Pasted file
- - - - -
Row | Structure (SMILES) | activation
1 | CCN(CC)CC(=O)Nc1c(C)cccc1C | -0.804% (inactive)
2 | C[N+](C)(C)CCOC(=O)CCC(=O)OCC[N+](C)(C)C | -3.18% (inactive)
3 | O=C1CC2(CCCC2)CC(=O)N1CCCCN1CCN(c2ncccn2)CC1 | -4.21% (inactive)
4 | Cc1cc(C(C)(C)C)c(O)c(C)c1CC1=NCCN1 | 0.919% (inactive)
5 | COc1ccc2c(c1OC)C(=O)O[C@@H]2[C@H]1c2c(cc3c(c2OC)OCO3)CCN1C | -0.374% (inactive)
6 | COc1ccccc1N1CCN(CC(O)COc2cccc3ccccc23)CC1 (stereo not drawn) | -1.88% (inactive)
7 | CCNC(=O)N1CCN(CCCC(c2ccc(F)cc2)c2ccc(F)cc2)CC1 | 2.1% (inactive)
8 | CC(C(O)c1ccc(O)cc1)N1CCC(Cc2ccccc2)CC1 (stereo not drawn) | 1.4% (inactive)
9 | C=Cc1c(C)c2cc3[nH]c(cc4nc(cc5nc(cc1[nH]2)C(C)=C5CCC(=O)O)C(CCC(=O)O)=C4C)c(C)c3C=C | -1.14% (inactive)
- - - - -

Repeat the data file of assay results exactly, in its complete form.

Row | Structure (SMILES) | activation
1 | CCN(CC)CC(=O)Nc1c(C)cccc1C | -0.804% (inactive)
2 | C[N+](C)(C)CCOC(=O)CCC(=O)OCC[N+](C)(C)C | -3.18% (inactive)
3 | O=C1CC2(CCCC2)CC(=O)N1CCCCN1CCN(c2ncccn2)CC1 | -4.21% (inactive)
4 | Cc1cc(C(C)(C)C)c(O)c(C)c1CC1=NCCN1 | 0.919% (inactive)
5 | COc1ccc2c(c1OC)C(=O)O[C@@H]2[C@H]1c2c(cc3c(c2OC)OCO3)CCN1C | -0.374% (inactive)
6 | COc1ccccc1N1CCN(CC(O)COc2cccc3ccccc23)CC1 (stereo not drawn) | -1.88% (inactive)
7 | CCNC(=O)N1CCN(CCCC(c2ccc(F)cc2)c2ccc(F)cc2)CC1 | 2.1% (inactive)
8 | CC(C(O)c1ccc(O)cc1)N1CCC(Cc2ccccc2)CC1 (stereo not drawn) | 1.4% (inactive)
9 | C=Cc1c(C)c2cc3[nH]c(cc4nc(cc5nc(cc1[nH]2)C(C)=C5CCC(=O)O)C(CCC(=O)O)=C4C)c(C)c3C=C | -1.14% (inactive)